And when there were nonviolent protests at the London School of Economics in November 2021 against Israeli Ambassador Tzipi Hotovely, Nandy, then Shadow Foreign Secretary, tweeted: “The appalling treatment of Israeli Ambassador @TzipiHotovely is completely unacceptable. There is no excuse for this kind of behaviour. Freedom of speech is a fundamental right and any attempt to silence or intimidate those we disagree with should never be tolerated.”

Reading these quotes in light of all the reports and testimony above is nothing short of shocking. As the American historian Howard Zinn once noted, “The truth is so often the reverse of what has been told us by our culture that we cannot turn our heads far enough around to see it.”

The Labour Party’s code of conduct notes it “will not tolerate racism in any form inside or outside the party” and that “any behaviour or use of language which… undermines Labour’s ability to campaign against any form of racism, is unacceptable conduct within the Labour Party.” Surely, then, the whitewashing of, and apologism for, the racist Israeli apartheid state carried out by Starmer and co. should lead to them being expelled from the Labour Party?

Follow Ian on Twitter @IanJSinclair.

Why the UK Left is wrong to be so dismissive of non-violent struggle

Why the UK Left is wrong to be so dismissive of non-violent struggle
by Ian Sinclair
Open Democracy
20 November 2021

Non-violence is under attack.

Many influential figures on the Left in the UK dismiss, misrepresent or ignore the concept of non-violent struggle, also known as civil resistance. Indeed, two books have recently been published that explicitly criticise non-violence – Andreas Malm’s ‘How To Blow Up A Pipeline’ and ‘In Defense of Looting’ by Vicky Osterweil. In a June 2020 editorial, the revolutionary Leftist magazine Salvage proclaimed: “Salvage glorifies the burning down of the Minneapolis third police precinct [in response to the murder of African-American man George Floyd]”.

Below I respond to some of the myths often repeated on the Left about non-violent struggle.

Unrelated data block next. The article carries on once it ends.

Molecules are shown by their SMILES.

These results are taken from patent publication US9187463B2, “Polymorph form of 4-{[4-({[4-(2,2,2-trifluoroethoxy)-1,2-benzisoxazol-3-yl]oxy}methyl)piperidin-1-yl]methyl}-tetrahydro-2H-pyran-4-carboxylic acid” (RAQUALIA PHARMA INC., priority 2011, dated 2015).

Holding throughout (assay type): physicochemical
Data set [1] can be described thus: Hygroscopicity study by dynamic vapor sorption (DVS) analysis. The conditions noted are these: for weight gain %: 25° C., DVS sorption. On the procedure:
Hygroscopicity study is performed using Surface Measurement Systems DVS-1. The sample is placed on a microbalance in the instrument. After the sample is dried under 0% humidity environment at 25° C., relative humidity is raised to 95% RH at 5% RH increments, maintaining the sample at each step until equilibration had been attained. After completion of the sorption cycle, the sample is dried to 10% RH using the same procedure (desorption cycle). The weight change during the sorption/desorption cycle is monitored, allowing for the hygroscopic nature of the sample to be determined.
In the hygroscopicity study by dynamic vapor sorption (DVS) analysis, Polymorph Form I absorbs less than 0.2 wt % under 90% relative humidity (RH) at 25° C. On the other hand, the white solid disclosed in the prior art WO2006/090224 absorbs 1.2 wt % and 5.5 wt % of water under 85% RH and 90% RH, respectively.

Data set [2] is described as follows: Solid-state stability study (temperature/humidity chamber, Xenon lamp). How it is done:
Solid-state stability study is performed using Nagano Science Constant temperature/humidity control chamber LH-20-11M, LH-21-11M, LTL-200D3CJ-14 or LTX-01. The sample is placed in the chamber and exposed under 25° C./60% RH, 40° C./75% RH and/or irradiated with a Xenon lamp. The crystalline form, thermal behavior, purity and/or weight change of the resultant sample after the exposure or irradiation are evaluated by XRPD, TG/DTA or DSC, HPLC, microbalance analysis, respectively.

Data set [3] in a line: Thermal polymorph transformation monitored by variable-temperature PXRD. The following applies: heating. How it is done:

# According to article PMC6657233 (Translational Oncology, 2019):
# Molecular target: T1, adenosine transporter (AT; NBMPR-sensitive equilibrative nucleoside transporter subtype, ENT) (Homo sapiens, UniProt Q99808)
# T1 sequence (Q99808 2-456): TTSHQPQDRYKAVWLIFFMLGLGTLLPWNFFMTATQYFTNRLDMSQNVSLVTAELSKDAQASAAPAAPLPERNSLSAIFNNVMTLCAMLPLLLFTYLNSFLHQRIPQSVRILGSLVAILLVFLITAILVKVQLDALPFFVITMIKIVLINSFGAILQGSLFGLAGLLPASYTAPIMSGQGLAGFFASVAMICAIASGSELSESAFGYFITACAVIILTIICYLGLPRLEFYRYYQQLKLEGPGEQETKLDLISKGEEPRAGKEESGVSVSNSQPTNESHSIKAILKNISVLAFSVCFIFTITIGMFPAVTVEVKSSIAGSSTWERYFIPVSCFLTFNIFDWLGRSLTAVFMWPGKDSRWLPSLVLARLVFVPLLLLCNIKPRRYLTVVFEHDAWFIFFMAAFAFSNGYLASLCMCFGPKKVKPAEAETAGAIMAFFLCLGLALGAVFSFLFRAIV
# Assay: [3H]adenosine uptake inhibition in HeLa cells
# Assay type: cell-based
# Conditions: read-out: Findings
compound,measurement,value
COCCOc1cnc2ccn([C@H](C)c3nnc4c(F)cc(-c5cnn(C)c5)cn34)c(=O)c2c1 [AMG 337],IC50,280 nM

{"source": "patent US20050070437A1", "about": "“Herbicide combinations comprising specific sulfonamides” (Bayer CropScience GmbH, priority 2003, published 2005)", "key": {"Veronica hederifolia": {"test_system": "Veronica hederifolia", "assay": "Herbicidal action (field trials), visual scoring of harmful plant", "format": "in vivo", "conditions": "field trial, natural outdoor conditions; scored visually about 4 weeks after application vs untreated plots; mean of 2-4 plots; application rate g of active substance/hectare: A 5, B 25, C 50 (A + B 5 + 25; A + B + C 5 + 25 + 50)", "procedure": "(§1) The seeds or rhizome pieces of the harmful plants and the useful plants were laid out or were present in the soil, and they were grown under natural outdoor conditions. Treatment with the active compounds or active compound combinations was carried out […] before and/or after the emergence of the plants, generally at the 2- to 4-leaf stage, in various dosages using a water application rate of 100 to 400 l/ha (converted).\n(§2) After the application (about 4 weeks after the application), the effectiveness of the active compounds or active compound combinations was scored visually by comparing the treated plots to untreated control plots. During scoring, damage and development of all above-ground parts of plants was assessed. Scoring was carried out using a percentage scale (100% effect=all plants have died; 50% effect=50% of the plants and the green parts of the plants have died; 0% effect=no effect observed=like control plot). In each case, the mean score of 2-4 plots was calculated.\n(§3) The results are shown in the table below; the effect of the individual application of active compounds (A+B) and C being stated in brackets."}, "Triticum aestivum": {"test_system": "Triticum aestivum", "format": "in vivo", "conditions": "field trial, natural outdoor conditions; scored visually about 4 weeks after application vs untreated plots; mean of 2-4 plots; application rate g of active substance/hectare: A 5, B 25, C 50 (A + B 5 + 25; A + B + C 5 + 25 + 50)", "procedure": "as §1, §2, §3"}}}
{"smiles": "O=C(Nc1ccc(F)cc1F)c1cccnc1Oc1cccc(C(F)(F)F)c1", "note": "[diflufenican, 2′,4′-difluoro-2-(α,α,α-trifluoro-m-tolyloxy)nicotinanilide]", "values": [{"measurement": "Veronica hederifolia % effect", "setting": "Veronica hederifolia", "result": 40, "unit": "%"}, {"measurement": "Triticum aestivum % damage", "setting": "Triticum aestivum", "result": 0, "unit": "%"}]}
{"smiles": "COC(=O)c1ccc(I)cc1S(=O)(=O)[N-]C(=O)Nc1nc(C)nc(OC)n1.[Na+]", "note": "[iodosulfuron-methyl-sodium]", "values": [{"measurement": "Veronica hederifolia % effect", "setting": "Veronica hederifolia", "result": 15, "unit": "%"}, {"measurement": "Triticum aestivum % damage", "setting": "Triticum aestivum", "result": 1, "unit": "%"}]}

Myth One: violence is more effective than non-violence in making change

“Columnists did not cut it. Activists could not have done it. Peaceful protest did not do it. Sports boycotts, books, badges and car boot sales did not do it,” wrote Afua Hirsch in The Guardian in April 2018 about the end of apartheid in South Africa. “It took revolutionaries, pure and simple. People willing to break the law, to kill and be killed.”

Yet while there is disagreement about the relative importance of violence and non-violence in the struggle, it is clear that at the very least, non-violent struggle played an important contributory role in the end of apartheid.

Summarising the key events – which included labour strikes, boycotts, demonstrations and civil disobedience, activities involving hundreds of thousands of people – in a 2010 article for the International Center on Nonviolent Conflict, Lester Kurtz, a professor at George Mason University, wrote: “In the end, a concerted grassroots non-violent civil resistance movement in coalition with international support and sanctions forced the white government to negotiate.” Of course, many highlight the importance of the armed resistance but I’m confident no serious historian or observer would be dismissive of the incredibly brave non-violent resistance to apartheid.

More broadly, to quote the non-violent action guru George Lakey, “the underlying assumption” of a view such as Hirsch’s “is that violence is the most powerful force in the world”. As Lakey noted in 2001: “This is conventional wisdom, shared by most right-wingers, left-wingers, and people in the middle. It’s as popular as the old consensus that the earth is flat. And it is just as incorrect.”